Smith has time to move even further up this Top 20 chart and, as he prepared for the Ashes series of 2021/22, the former Aussie skipper was averaging 61.39 after 77 tests. He particularly enjoys playing against England so there is definite potential for him to move above Adam Voges by the end of that series.
Across those 77 games, Steve Smith had scored 7540 runs with 27 centuries and a best of 239.
4. Marnus Labuschagne (Australia)
- Test career span: 2018-2022
- Batting average: 61.21 (as of 2021 December)
Along with Steve Smith, Marnus Labuschagne is the only other batsman to still be playing test cricket as of 2021. At the time of writing he went into the Ashes series which began in December of that year, his batting average stood at 60.80 from 18 test matches and 31 completed innings – making him no. 6 on this list. However, in the single first match of the Ashes 2021/22, he managed to jump two places to 4th place on the list.
So there’s plenty of time for those figures to go up or down but it’s certainly been an impressive start for a player who looks set to be a part of Australia’s test squad for many years to come. Included in those figures are five centuries with a best of 215 and his run aggregate stands at 1959 after those first 19 tests.
5. Graeme Pollock (South Africa)
- Test career span: 1963-1970
- Batting average: 60.97
If South Africa hadn’t been excluded from international sport in the early 1970s, Graeme Pollock would have played far more than his 23 tests. For many years, he was second only to the great Don Bradman and, by the time he had played his final game against Australia in 1970, his test batting average stood at 60.97.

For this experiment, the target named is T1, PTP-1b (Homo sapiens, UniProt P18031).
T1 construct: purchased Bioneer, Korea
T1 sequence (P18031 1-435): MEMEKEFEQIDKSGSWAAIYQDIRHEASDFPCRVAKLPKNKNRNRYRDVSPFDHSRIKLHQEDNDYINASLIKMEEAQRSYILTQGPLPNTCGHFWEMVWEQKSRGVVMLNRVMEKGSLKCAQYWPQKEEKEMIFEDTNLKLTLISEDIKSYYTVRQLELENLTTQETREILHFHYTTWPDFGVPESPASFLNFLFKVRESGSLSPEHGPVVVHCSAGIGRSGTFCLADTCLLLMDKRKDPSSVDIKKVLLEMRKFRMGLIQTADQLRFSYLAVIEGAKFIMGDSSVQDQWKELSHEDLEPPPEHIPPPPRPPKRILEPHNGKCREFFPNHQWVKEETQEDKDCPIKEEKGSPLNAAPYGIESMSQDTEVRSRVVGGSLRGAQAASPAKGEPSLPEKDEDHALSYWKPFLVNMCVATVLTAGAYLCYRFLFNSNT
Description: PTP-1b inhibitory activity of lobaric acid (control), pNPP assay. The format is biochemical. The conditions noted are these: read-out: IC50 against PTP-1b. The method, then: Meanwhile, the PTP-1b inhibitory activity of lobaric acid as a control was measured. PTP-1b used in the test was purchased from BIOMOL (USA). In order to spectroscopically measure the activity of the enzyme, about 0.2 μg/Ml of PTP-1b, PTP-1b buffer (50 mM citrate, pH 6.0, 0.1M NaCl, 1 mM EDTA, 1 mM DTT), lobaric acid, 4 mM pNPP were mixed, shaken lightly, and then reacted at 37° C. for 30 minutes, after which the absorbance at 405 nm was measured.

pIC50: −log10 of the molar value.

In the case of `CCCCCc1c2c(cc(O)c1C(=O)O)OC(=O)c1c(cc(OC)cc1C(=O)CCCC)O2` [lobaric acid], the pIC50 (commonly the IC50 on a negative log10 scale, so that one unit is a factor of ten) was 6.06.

Coming from a great cricketing dynasty, Pollock was a powerful left handed batsman who would have really enjoyed playing one day cricket. At test level, he made 2256 runs with seven centuries and a best of 274.
6. George Headley (West Indies)
- Test career span: 1930-1954
- Batting average: 60.83
The West Indies have produced some world class batsmen but, in terms of averages, George Headley is the best of them all. Born in Panama, he played his first test match in 1930 and would have undoubtedly played more games had it not been for the outbreak of World War Two.
Headley played at a time when the West Indies were an emerging test nation. They had some promising cricketers but could still struggle against the established teams.
George Headley stood out in that time and his batting average of 60.83 remains the best by a West Indian. In just 22 tests, he batted 40 times, scoring 2190 runs with 10 hundreds and a best of 270.
7. Herbert Sutcliffe (England)
- Test career span: 1924-1935
- Batting average: 60.73